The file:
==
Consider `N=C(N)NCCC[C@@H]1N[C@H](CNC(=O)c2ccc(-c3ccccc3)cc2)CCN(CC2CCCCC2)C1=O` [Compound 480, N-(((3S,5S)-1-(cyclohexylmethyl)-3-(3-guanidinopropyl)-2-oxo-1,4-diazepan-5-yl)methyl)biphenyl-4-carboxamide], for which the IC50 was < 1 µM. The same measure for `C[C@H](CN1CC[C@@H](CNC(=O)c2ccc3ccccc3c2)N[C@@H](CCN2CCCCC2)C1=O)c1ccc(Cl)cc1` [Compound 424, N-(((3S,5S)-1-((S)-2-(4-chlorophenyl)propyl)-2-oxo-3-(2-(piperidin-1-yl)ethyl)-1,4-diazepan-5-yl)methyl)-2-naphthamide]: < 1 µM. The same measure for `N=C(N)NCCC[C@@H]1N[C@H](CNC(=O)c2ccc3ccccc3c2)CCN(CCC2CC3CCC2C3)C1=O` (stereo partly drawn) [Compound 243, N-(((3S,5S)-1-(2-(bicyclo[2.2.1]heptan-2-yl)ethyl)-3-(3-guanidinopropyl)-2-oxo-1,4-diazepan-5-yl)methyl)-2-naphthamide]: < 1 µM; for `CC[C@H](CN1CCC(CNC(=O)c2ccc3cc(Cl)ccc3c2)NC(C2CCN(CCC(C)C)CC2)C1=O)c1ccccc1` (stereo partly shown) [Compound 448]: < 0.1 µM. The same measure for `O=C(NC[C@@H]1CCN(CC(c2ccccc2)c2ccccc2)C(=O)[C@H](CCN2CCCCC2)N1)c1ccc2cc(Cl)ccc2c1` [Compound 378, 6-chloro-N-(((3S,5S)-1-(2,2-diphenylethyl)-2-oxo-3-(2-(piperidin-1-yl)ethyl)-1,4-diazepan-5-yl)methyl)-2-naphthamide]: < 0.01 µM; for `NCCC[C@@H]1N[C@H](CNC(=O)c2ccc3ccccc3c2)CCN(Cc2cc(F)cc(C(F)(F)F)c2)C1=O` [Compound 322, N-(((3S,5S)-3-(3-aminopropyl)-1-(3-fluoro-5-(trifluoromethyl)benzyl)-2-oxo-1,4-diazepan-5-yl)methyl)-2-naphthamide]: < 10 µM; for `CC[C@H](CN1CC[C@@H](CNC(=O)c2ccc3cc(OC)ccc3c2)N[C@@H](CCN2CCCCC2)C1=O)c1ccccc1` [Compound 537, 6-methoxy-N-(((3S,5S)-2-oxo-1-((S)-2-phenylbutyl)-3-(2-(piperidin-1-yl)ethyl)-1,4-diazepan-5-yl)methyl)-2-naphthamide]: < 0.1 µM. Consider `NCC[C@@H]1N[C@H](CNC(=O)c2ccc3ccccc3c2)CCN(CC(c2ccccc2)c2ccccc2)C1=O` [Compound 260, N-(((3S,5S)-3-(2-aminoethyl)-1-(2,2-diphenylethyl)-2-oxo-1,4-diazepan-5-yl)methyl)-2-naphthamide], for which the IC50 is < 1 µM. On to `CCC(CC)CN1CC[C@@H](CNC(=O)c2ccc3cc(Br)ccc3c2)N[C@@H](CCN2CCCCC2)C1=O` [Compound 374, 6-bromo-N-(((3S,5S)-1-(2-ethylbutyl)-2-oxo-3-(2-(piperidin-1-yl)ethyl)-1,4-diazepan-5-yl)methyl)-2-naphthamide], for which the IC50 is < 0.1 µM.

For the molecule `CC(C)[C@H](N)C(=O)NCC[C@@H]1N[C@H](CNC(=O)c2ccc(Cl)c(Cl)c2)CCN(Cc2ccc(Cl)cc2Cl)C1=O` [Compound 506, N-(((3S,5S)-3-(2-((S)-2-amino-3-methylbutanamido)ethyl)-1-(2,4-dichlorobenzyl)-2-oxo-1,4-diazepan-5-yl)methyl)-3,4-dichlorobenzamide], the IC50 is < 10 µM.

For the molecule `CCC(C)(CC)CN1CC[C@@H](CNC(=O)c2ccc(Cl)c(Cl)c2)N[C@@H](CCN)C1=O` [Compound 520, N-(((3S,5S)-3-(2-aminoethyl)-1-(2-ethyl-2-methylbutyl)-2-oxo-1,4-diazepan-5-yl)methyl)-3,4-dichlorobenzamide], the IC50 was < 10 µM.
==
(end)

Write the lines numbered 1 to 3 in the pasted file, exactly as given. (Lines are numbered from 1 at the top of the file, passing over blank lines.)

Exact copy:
Consider `N=C(N)NCCC[C@@H]1N[C@H](CNC(=O)c2ccc(-c3ccccc3)cc2)CCN(CC2CCCCC2)C1=O` [Compound 480, N-(((3S,5S)-1-(cyclohexylmethyl)-3-(3-guanidinopropyl)-2-oxo-1,4-diazepan-5-yl)methyl)biphenyl-4-carboxamide], for which the IC50 was < 1 µM. The same measure for `C[C@H](CN1CC[C@@H](CNC(=O)c2ccc3ccccc3c2)N[C@@H](CCN2CCCCC2)C1=O)c1ccc(Cl)cc1` [Compound 424, N-(((3S,5S)-1-((S)-2-(4-chlorophenyl)propyl)-2-oxo-3-(2-(piperidin-1-yl)ethyl)-1,4-diazepan-5-yl)methyl)-2-naphthamide]: < 1 µM. The same measure for `N=C(N)NCCC[C@@H]1N[C@H](CNC(=O)c2ccc3ccccc3c2)CCN(CCC2CC3CCC2C3)C1=O` (stereo partly drawn) [Compound 243, N-(((3S,5S)-1-(2-(bicyclo[2.2.1]heptan-2-yl)ethyl)-3-(3-guanidinopropyl)-2-oxo-1,4-diazepan-5-yl)methyl)-2-naphthamide]: < 1 µM; for `CC[C@H](CN1CCC(CNC(=O)c2ccc3cc(Cl)ccc3c2)NC(C2CCN(CCC(C)C)CC2)C1=O)c1ccccc1` (stereo partly shown) [Compound 448]: < 0.1 µM. The same measure for `O=C(NC[C@@H]1CCN(CC(c2ccccc2)c2ccccc2)C(=O)[C@H](CCN2CCCCC2)N1)c1ccc2cc(Cl)ccc2c1` [Compound 378, 6-chloro-N-(((3S,5S)-1-(2,2-diphenylethyl)-2-oxo-3-(2-(piperidin-1-yl)ethyl)-1,4-diazepan-5-yl)methyl)-2-naphthamide]: < 0.01 µM; for `NCCC[C@@H]1N[C@H](CNC(=O)c2ccc3ccccc3c2)CCN(Cc2cc(F)cc(C(F)(F)F)c2)C1=O` [Compound 322, N-(((3S,5S)-3-(3-aminopropyl)-1-(3-fluoro-5-(trifluoromethyl)benzyl)-2-oxo-1,4-diazepan-5-yl)methyl)-2-naphthamide]: < 10 µM; for `CC[C@H](CN1CC[C@@H](CNC(=O)c2ccc3cc(OC)ccc3c2)N[C@@H](CCN2CCCCC2)C1=O)c1ccccc1` [Compound 537, 6-methoxy-N-(((3S,5S)-2-oxo-1-((S)-2-phenylbutyl)-3-(2-(piperidin-1-yl)ethyl)-1,4-diazepan-5-yl)methyl)-2-naphthamide]: < 0.1 µM. Consider `NCC[C@@H]1N[C@H](CNC(=O)c2ccc3ccccc3c2)CCN(CC(c2ccccc2)c2ccccc2)C1=O` [Compound 260, N-(((3S,5S)-3-(2-aminoethyl)-1-(2,2-diphenylethyl)-2-oxo-1,4-diazepan-5-yl)methyl)-2-naphthamide], for which the IC50 is < 1 µM. On to `CCC(CC)CN1CC[C@@H](CNC(=O)c2ccc3cc(Br)ccc3c2)N[C@@H](CCN2CCCCC2)C1=O` [Compound 374, 6-bromo-N-(((3S,5S)-1-(2-ethylbutyl)-2-oxo-3-(2-(piperidin-1-yl)ethyl)-1,4-diazepan-5-yl)methyl)-2-naphthamide], for which the IC50 is < 0.1 µM.

For the molecule `CC(C)[C@H](N)C(=O)NCC[C@@H]1N[C@H](CNC(=O)c2ccc(Cl)c(Cl)c2)CCN(Cc2ccc(Cl)cc2Cl)C1=O` [Compound 506, N-(((3S,5S)-3-(2-((S)-2-amino-3-methylbutanamido)ethyl)-1-(2,4-dichlorobenzyl)-2-oxo-1,4-diazepan-5-yl)methyl)-3,4-dichlorobenzamide], the IC50 is < 10 µM.

For the molecule `CCC(C)(CC)CN1CC[C@@H](CNC(=O)c2ccc(Cl)c(Cl)c2)N[C@@H](CCN)C1=O` [Compound 520, N-(((3S,5S)-3-(2-aminoethyl)-1-(2-ethyl-2-methylbutyl)-2-oxo-1,4-diazepan-5-yl)methyl)-3,4-dichlorobenzamide], the IC50 was < 10 µM.